Questioning the Quantified Life   /   Summer 2020   /    Book Reviews

The Amodernist

Péguy’s critical stance toward both broad coalitions made him neither a modernist nor an antimodernist, but something quite distinctive and instructive.

Jay Tolson

Portrait of Charles Péguy, 1908, by Pierre Laurens, Centre Péguy, Orleans, France; Photo 12/Alamy Stock Photo.

Beyond the study of character and the dishing of high gossip, one of the nobler aims of biography is the exploration of the representative person—the individual whose life and work illuminate the mentality and underlying culture of a particular time and place in history. That ambition figures prominently in this admirable intellectual biography of Charles Péguy, a thinker who today is little known beyond specialist circles concerned with fin-de-siècle French politics and culture.

Matthew Maguire, an associate professor of history and Catholic studies at DePaul University, makes a very large claim for Péguy (1873–1914): namely, that this fiercely independent man of letters and founder of the influential fortnightly journal Cahiers de la quinzaine stood brilliantly athwart the defining cultural antinomies of his time by challenging the two main ways of being modern, the progressive and the reactionary. While the progressive front identified itself with “inexorable becoming” and the reactionary bloc sought to resurrect the past, Péguy believed that both tendencies succumbed to similar varieties of “immanentism.” That is, each tried in its own way to bring about the final or perfected order—the end of history—in this world and this time.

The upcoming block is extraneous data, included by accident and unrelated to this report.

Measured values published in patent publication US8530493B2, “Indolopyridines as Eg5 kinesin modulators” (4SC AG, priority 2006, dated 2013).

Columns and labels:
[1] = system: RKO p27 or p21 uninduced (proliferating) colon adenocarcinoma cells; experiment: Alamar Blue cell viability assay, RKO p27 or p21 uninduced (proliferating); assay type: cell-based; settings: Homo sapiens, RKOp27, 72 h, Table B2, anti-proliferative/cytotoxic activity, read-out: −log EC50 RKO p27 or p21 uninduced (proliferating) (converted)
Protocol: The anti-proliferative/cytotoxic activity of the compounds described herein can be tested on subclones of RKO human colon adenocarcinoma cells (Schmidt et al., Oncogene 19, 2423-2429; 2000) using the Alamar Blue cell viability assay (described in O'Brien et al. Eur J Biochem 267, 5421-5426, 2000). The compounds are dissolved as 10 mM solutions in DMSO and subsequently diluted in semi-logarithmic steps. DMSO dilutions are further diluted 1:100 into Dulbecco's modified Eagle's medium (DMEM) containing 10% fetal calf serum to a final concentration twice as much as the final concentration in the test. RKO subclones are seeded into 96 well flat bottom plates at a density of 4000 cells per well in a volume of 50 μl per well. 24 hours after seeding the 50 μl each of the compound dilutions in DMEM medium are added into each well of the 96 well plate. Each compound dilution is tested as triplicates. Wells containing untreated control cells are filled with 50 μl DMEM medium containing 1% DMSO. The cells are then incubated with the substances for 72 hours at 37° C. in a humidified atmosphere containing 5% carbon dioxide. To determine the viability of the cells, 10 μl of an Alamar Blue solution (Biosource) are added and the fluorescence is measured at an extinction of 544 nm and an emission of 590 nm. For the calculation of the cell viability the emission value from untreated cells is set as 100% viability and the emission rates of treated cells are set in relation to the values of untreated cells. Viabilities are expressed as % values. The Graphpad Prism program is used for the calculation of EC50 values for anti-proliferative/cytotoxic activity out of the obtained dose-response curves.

To be sure, enlightened progressives were committed to science, positivism, and liberal democratic values—all of which the reactionaries rejected in favor of hierarchy and a highly traditionalist, and exclusively Catholic nationalism. It would seem to be a clear-cut struggle between the modernists and the antimodernists, but not as as Péguy saw it. He found the progressive faith in a scientifically driven and ever-improving future no more immanentizing, and no more modernist in its deepest aspirations, than the reactionaries’ vision. “These wrathful particularists,” Maguire explains, “often intimate a loyalty to older notions of transcendence—including religious faith and its avowal of abiding truths—but they conceive of that which transcends time only as an arrested immanence. They often present an amalgamated past as a unity…which now must be reinserted mechanically into the present, without creativity or surprise.” More ironically, some of the faux antimodernists (including the right-wing Action Française founder Charles Maurras, an admirer of the positivist Auguste Comte) also believed that “‘science’ would “confirm their particularism and prejudices.” Péguy’s critical stance toward both broad coalitions made him neither a modernist nor an antimodernist, Maguire argues, but something quite distinctive and instructive: an amodernist.

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